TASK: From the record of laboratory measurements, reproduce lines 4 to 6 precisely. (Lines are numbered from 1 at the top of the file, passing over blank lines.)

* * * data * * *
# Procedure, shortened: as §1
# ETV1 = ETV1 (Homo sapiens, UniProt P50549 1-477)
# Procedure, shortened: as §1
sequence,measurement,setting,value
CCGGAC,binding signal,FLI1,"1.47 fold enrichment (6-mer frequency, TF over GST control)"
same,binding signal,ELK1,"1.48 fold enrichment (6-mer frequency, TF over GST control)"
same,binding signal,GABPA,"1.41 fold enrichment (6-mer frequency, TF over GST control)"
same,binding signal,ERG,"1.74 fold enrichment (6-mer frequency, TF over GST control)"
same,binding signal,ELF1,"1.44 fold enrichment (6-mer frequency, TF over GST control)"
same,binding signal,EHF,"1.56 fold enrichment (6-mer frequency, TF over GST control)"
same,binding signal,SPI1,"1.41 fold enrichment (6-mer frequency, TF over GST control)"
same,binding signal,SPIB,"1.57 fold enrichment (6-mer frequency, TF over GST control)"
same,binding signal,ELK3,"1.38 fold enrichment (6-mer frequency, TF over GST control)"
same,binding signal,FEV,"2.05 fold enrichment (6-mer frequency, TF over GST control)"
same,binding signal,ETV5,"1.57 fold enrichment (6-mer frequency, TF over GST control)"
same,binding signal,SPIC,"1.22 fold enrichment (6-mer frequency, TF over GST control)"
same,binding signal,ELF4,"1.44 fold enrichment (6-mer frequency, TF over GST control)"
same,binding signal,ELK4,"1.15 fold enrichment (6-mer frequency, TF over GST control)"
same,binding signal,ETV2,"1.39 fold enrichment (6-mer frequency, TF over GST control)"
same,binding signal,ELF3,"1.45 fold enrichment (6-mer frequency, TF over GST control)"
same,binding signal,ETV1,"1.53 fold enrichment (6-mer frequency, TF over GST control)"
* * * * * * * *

sequence,measurement,setting,value
CCGGAC,binding signal,FLI1,"1.47 fold enrichment (6-mer frequency, TF over GST control)"
same,binding signal,ELK1,"1.48 fold enrichment (6-mer frequency, TF over GST control)"